Abstract of the North Pilbara 'Virtual' Structural Field Trip

The Archean Pilbara Craton is composed of the 3.6-2.8 Ga North Pilbara granitoid-greenstone terrain and the unconformably overlying volcano-sedimentary sequences (Mount Bruce Supergroup) of the 2.77-2.3 Ga Hamersley Basin. This relatively well exposed province has been the focus of numerous studies on Archean geology, especially the classic dome-and-basin area around Marble Bar.

The long geological history of the craton has resulted in the development of a number of generally synformal greenstone packages (11) that mostly envelop domal composite granitoid complexes (> 12 pulses). The granitoid complexes make up about 45 per cent of the upper crust of the Pilbara Craton, at least to the mid-to-late Archean surface now preserved. The synformal greenstone belts consist of a succession of greenstone packages which are separated from each other by regional to local unconformities. These packages were developed during extensional periods (collapse) following far-field driven compressional deformation events. Up to 11 deformation events have been defined, many of Pilbara-wide significance. The dome-and-basin geometry characteristic of the east Pilbara was established relatively early in the geological history and was successively modified by repeated orthogonal compressive events. The result has been a locally complex development of polyphase structural elements with consistent overprinting relationships which can be correlated across much of the Pilbara. Diapirism is not believed to be the cause of the deformation elements; rather, it may have modified the deformation elements.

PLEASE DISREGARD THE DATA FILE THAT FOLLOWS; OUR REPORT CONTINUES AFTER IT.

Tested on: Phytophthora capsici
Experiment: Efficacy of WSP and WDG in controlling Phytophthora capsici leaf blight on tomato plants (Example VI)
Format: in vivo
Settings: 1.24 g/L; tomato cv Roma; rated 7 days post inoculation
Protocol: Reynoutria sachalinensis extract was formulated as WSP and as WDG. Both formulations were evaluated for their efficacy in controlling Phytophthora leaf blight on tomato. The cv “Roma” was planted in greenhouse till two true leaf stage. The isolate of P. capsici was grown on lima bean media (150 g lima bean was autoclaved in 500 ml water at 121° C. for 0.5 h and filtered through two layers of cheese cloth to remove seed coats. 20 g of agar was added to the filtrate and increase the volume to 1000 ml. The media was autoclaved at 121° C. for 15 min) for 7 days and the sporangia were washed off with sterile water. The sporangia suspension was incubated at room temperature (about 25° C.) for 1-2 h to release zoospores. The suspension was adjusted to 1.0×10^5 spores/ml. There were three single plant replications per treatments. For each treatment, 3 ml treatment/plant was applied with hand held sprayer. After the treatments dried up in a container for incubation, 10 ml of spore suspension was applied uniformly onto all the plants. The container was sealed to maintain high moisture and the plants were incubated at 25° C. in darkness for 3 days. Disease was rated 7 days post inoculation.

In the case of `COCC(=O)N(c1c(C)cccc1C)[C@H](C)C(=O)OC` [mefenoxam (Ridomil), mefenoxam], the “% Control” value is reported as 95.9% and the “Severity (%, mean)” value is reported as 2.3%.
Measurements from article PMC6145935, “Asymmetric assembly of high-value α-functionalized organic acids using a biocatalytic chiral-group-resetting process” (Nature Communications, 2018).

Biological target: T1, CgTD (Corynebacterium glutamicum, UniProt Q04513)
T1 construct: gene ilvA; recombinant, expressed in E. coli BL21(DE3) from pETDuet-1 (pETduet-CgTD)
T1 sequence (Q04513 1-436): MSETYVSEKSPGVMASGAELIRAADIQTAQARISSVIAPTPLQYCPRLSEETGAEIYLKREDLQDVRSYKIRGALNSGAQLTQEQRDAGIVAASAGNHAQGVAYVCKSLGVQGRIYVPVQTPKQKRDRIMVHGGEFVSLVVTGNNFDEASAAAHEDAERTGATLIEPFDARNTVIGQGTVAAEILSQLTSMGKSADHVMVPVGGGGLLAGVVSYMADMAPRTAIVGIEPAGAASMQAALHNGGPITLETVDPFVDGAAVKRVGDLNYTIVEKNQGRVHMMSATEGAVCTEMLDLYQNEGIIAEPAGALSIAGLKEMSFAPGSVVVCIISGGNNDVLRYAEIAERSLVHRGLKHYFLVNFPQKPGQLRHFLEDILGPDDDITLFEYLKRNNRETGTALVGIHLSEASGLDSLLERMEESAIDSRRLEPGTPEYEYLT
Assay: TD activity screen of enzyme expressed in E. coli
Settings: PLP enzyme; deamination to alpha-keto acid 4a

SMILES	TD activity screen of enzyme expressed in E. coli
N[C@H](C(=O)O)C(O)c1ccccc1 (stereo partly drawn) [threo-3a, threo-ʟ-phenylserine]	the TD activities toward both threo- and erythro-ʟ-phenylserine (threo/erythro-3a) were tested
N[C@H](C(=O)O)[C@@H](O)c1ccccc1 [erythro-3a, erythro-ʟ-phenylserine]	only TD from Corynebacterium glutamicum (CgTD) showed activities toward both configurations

The Pilbara Craton has a strong northeast and northwest oriented (almost conjugate) anisotropy, best visible in regional gravity data. The curvilinear nature of the main shear zones of the northwest Pilbara (the Sholl and Wallaringa Shear Zones) has exerted a major influence on the development of the structural geology of the west and central Pilbara Craton. The central Pilbara is a geophysically, geochemically and lithologically distinct tectono-stratigraphic block between the west and east Pilbara. The regional geophysical data provide information on the steep and deep (to 14km) nature of the granite-greenstone contacts, and identifies what lineaments are significant in terms of transposition of greenstone stratigraphy (i.e., what are domain boundaries).

Meso- to epithermal Au was deposited in at least three and possibly four periods, and was mostly associated with the development of shear zones during regional shortening and later extension events. Four VMS mineralisation events were associated with extension and greenstone development. Sn-Ta mineralisation occurred with felsic granitoids during the last stages of cratonisation.

Topic contact: minerals@ga.gov.au Last updated: October 4, 2013